Fragmented Dance Pavilions
Feminine Futures – The Membrane of the Dream
Museum Langmatt, Switzerland
~ Adrien Sina 2015

The Feminine Futures ‘Interactive Pavilions’ are ephemeral architectures structured as articulated membranes, foldable and transportable in museums and public spaces.

They are dedicated to the interaction of the visitors with contemporary artists in film and photographic records of the exhibition.

Their geometry stems from a deconstruction of ‘Kinesphere’ Rudolf von Laban. While Laban Platonic icosahedron corresponded in its refined geometry, utopian visions of the early twentieth century, and fragmented multipolar world today involves more forms ‘kieslerienne’ more dramatic, even tormented.

Rudolf von Laban theorised the break with the frontal relationship between performer and audience, inscribing the dancer’s body within an autonomous space where all directions are investigated.

Seeking new exhibiting possibilities adapted to performance and film in a museum context, the Dance Pavilions break the passive view of a flat screen, offering to the audience an immersive and interactive experience.

In this space, the public is invited to react and improvise a response to a rare historical corpus, a modern and surprisingly topical despite decades of distance in time. Motion sensors linking today’s actions with those of the pioneers of performance as a separate art form.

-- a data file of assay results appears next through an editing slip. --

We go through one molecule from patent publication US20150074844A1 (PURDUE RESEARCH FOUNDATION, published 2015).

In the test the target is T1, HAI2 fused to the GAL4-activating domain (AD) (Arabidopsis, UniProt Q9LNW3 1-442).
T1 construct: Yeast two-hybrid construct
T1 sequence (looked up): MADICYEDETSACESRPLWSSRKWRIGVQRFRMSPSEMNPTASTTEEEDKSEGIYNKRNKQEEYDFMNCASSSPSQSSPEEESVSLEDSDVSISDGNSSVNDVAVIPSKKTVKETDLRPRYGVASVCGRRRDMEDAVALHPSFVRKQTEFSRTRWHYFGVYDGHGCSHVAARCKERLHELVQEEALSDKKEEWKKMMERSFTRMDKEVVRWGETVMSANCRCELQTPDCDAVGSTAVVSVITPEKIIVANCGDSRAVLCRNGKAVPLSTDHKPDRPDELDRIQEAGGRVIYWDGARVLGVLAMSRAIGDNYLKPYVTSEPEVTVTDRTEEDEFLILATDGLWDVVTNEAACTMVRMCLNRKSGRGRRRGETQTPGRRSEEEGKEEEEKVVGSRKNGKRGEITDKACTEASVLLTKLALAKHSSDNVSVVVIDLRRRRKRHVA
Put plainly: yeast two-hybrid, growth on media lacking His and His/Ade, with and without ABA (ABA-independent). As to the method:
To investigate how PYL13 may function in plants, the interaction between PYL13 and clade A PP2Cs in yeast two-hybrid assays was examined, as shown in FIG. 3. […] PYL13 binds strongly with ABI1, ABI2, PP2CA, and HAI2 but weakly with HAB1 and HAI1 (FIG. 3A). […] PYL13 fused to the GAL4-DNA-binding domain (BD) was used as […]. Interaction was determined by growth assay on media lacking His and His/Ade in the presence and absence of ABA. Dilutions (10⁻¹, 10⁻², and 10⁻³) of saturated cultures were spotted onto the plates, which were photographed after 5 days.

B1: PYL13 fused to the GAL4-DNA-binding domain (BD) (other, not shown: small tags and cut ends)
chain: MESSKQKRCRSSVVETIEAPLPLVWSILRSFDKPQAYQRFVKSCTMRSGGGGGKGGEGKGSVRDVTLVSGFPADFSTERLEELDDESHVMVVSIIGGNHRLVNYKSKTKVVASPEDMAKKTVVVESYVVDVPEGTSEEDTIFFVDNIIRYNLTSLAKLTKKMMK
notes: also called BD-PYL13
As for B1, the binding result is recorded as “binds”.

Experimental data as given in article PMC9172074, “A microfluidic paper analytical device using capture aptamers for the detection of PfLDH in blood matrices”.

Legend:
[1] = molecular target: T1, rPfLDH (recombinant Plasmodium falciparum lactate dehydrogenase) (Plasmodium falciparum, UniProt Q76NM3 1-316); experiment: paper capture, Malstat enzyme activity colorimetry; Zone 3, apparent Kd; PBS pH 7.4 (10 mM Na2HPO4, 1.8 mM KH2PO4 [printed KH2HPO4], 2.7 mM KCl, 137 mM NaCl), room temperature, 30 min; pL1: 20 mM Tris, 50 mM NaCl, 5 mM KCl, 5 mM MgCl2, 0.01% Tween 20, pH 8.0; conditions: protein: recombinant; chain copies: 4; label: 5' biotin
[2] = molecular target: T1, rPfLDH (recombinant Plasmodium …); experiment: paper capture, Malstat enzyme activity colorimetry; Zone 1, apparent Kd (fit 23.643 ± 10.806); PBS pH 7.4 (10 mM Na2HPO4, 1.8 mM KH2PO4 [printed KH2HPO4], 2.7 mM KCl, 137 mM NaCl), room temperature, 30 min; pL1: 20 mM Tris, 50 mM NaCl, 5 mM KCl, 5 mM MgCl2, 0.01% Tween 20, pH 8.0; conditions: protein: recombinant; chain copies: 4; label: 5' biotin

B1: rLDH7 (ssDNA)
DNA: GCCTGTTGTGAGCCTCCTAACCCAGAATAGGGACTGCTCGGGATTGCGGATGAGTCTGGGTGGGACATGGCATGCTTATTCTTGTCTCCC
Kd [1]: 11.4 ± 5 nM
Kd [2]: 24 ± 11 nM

Both temporal fringes are projected vis-a-vis to each side of vessel and are visible from the outside by the translucency of polycarbonate walls. The interior space is relatively cloistered and intimate to not disturb the concentration.
Pavilions function as democratic production studios. Visitors can bring back and share the film their own performance as a digital sequence instantly available in the cloud.

These architectural ‘machines’ function as a network of digitally-connected modules between several places or museums. The performance in one site can be projected simultaneously into another playing with the presence or absence of the public from one place to the other, according to the rhythms of life following the time zones.

A network of Pavilion modules could be hosted by art spaces and institutions such as the Langmatt Museum with Sarah Zürcher, the Serpentine Gallery with Hans Ulrich Obrist, the Tate Modern with Catherine Wood, the Palais de Tokyo with Jean de Loisy and the ZKM with Peter Weibel.

The Fragmented Dance Pavilions function as a network of digitally-connected modules where live performances from one site can be projected simultaneously in the others linking the global historical network of early 20th Century European and American avant-gardes to the hives of young contemporary talent.

The essence of the Pavilion is ephemeral: it is made with trapeze plates of translucent alveolar polycarbonate reinforced by aluminium frames. LED video-projectors are mounted inside the Pavilion; they are connected through the Cloud and digitally-programmed to switch instantly from the projection of live performances to historical footages and vice-versa.

© Adrien Sina